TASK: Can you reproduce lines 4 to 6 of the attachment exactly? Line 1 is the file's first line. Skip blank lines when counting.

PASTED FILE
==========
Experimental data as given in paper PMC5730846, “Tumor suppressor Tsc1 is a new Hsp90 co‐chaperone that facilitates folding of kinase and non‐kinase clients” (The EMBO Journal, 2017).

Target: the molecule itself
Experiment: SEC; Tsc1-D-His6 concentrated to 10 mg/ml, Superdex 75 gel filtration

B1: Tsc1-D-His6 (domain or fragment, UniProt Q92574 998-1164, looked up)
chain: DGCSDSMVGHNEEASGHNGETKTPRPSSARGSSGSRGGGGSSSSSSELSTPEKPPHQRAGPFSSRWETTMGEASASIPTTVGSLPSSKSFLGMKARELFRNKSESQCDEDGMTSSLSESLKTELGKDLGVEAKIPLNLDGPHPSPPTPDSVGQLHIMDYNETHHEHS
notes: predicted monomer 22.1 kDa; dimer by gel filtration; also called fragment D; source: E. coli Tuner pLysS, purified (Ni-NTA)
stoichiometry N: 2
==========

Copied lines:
B1: Tsc1-D-His6 (domain or fragment, UniProt Q92574 998-1164, looked up)
chain: DGCSDSMVGHNEEASGHNGETKTPRPSSARGSSGSRGGGGSSSSSSELSTPEKPPHQRAGPFSSRWETTMGEASASIPTTVGSLPSSKSFLGMKARELFRNKSESQCDEDGMTSSLSESLKTELGKDLGVEAKIPLNLDGPHPSPPTPDSVGQLHIMDYNETHHEHS
notes: predicted monomer 22.1 kDa; dimer by gel filtration; also called fragment D; source: E. coli Tuner pLysS, purified (Ni-NTA)